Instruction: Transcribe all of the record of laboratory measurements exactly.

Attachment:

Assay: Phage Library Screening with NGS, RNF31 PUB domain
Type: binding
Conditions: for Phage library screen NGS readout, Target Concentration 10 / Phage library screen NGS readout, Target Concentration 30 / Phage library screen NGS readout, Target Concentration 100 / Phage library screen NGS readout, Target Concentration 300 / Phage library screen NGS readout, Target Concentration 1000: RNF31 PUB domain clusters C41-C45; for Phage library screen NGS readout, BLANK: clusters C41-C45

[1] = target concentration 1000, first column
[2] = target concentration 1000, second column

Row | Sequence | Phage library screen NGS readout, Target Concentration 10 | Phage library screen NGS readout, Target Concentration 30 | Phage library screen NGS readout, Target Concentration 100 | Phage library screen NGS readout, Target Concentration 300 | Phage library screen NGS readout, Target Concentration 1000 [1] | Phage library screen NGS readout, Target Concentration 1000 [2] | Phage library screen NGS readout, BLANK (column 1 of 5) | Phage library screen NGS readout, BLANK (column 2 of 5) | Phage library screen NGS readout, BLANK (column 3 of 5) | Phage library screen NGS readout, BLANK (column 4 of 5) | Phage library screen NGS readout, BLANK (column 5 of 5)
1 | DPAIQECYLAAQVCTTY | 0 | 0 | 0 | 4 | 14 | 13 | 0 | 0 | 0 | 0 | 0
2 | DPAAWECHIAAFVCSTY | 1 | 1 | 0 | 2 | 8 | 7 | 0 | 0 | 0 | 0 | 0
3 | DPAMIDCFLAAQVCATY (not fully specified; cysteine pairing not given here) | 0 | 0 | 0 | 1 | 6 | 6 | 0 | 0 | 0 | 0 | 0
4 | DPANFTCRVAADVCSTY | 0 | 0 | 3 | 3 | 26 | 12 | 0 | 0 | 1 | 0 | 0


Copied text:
Assay: Phage Library Screening with NGS, RNF31 PUB domain
Type: binding
Conditions: for Phage library screen NGS readout, Target Concentration 10 / Phage library screen NGS readout, Target Concentration 30 / Phage library screen NGS readout, Target Concentration 100 / Phage library screen NGS readout, Target Concentration 300 / Phage library screen NGS readout, Target Concentration 1000: RNF31 PUB domain clusters C41-C45; for Phage library screen NGS readout, BLANK: clusters C41-C45

[1] = target concentration 1000, first column
[2] = target concentration 1000, second column

Row | Sequence | Phage library screen NGS readout, Target Concentration 10 | Phage library screen NGS readout, Target Concentration 30 | Phage library screen NGS readout, Target Concentration 100 | Phage library screen NGS readout, Target Concentration 300 | Phage library screen NGS readout, Target Concentration 1000 [1] | Phage library screen NGS readout, Target Concentration 1000 [2] | Phage library screen NGS readout, BLANK (column 1 of 5) | Phage library screen NGS readout, BLANK (column 2 of 5) | Phage library screen NGS readout, BLANK (column 3 of 5) | Phage library screen NGS readout, BLANK (column 4 of 5) | Phage library screen NGS readout, BLANK (column 5 of 5)
1 | DPAIQECYLAAQVCTTY | 0 | 0 | 0 | 4 | 14 | 13 | 0 | 0 | 0 | 0 | 0
2 | DPAAWECHIAAFVCSTY | 1 | 1 | 0 | 2 | 8 | 7 | 0 | 0 | 0 | 0 | 0
3 | DPAMIDCFLAAQVCATY (not fully specified; cysteine pairing not given here) | 0 | 0 | 0 | 1 | 6 | 6 | 0 | 0 | 0 | 0 | 0
4 | DPANFTCRVAADVCSTY | 0 | 0 | 3 | 3 | 26 | 12 | 0 | 0 | 1 | 0 | 0